Ted Washer joined the company of 28th December 1941 in the Contracts Department, which consisted of three other man and himself, as one of the others was his father, and another his brother, it was quite a family concern.
Some new air raid shelters had been built behind the National Gallery off Charring Cross Road around a statue well protected by sand bags. This was his first job, and despite the times the escapologist still performed his daily routine of getting out of a straightjacket and yards of padlocked chain at the foot of the statue. He was never able to remember who was behind the sandbags.
The waterproofing of shelters was the prime function, and plodding on foot around the sites was quite arduous, at the time they could not afford to buy new brushes and buckets for each job and it was practice to wrap these up in sacking and carry them through the streets of London, this job usually fell to him. However, they soon graduated to static water tanks.
Stafford was of course all very vague and merely a place somewhere in the north which we had never visited, and never saw anybody from and only came to the fore when money and wages were the subject, and at 8d per hour this was of some importance! A quick phone call to Mrs Wood when things weren't quite as they should be soon put matters right.
Eventually, they had to venture forth into the wilds of the country and it was nothing to be sealing a water tank in Hertfordshire one day and a roof in Yorkshire or beyond the next. Those were great days for travelling too, with perhaps a four hour wait for a connection at Crewe late at night or arriving in Leeds or London during the very small hours and finding that with no public transport running they had to wait around the station for several hours until the first bus or tram He could well remember Mr Yudolph starting with the company and visiting his first job in the company of Mr Fishburn at Newly Mills Horsforth Leeds. Access to the roofs had to be gained by walking the length of the building along a series of pipes at eaves level. Following this experience he was surprised to see him visit the company again. They went on to deal with a considerable amount of work at A.V. Roes factory at Yeadon where they worked on their first T.2 hanger and various other sites and mills around Leeds and Bradford At this time the labour force had grown considerably, and temporarily with local labour taken on for these jobs, and the Ministry of Labour had to be satisfied that they were doing a job of national importance before they could employ them.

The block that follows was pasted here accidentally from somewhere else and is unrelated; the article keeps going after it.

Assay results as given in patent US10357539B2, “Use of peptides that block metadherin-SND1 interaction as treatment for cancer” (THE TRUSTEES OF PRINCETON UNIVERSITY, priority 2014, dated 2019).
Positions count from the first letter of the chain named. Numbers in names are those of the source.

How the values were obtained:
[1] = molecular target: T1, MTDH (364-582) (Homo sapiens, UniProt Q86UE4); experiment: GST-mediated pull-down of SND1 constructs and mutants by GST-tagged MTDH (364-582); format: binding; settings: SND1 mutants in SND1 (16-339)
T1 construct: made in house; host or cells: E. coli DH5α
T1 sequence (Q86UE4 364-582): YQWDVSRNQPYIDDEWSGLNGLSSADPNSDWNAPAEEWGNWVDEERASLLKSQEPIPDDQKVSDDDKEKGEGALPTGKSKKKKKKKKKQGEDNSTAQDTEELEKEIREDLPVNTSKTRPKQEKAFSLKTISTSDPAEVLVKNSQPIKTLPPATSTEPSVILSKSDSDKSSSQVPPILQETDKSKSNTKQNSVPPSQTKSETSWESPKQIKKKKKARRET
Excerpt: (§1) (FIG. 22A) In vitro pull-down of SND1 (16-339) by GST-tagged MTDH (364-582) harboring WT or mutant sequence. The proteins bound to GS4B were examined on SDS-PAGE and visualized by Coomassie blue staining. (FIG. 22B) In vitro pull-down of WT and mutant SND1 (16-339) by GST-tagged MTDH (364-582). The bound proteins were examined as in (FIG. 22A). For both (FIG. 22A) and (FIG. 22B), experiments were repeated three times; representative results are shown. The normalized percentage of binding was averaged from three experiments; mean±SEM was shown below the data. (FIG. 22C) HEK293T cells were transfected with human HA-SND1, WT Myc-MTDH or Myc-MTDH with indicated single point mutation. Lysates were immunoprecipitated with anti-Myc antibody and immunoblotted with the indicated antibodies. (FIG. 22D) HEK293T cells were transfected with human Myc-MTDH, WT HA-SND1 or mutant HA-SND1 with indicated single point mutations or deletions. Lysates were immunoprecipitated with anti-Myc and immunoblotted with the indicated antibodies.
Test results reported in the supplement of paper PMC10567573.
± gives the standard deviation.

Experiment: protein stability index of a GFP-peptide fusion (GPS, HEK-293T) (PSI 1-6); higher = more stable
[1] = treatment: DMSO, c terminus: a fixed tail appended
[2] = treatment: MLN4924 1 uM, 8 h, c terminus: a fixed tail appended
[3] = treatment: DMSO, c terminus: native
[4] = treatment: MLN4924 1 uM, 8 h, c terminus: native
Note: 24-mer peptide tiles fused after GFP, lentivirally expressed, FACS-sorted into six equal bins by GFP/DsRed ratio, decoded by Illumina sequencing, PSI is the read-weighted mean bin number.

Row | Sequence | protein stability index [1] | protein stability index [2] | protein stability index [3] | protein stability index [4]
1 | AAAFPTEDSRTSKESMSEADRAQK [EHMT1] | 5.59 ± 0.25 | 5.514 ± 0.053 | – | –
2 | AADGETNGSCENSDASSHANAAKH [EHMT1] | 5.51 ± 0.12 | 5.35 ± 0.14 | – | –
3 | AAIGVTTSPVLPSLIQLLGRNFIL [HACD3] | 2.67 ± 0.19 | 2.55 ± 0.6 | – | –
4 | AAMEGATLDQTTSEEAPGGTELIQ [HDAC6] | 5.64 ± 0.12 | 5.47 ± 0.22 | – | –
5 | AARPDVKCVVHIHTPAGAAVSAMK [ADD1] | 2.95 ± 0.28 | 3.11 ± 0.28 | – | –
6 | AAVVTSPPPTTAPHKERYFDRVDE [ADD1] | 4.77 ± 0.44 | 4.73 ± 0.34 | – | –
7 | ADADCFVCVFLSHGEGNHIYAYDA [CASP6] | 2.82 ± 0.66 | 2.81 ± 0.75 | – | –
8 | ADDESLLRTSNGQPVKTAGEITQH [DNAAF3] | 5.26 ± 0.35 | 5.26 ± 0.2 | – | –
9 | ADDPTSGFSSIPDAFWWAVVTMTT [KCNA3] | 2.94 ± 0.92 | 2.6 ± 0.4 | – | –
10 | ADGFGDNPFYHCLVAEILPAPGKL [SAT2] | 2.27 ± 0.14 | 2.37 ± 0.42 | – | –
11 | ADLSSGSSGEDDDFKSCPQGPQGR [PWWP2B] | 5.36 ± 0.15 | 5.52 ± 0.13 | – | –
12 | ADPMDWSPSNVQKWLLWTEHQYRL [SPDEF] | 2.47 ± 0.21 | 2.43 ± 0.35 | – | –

The first contact that he had with anybody actually in Stafford, and certainly the first time he had been to the factory was when he had to report to be taken by Dr Simon in his car to a pottery at Armitage. It was on this job that he laid felt for the first time in conjunction with an Evode treatment. By this time he had been on the 'permanent' staff of contracts by Fred Duffin and Joe Parker both from Stafford.
The end of the war found him at the Air Force base in Warrington, followed by many moves all the time getting busier and busier, until service in the forces caught up with him and he was posted to Shropshire where he visited Stafford one weekend, he also visited Dr Simon at his house and received a letter from Dr Simon proudly announcing the arrival of a son.
He returned to the company after service, and found many changes had occurred, including a very much enlarged Contracts Department and a Departmental Manager. But, the routine of travelling hadn't changed much and did not do so for dome time, but at last there was sufficient work to keep him down south.
Dr Simon visited a water tank in Rugby one day during heavy snow to find two frozen 'mites' trying to work with a brazier to dry the paste, and expressing such surprise that they weren't at the pictures that afternoon, and he wouldn't go away without leaving them with some cigarettes, which were in short supply at that time. Another time, some years later after the war, the Doctor visited them at the water tower at Stoke, it was a bank holiday Monday, and the Doctor arrived in his first new Humber car. When he saw the 120ft climb that was required to speak to the workmen, he managed to persuade Mr Forman that it would be a good idea to climb to the top of the tower to get Mr Washer down so that the Doctor could speak to him.
At the time it was customary for Dr Simon himself to visit all contracts, but with the enlarging of business in general this gradually ceased, and contact with Dr Simon was became occasional, and reserved for meetings and conferences in Stafford.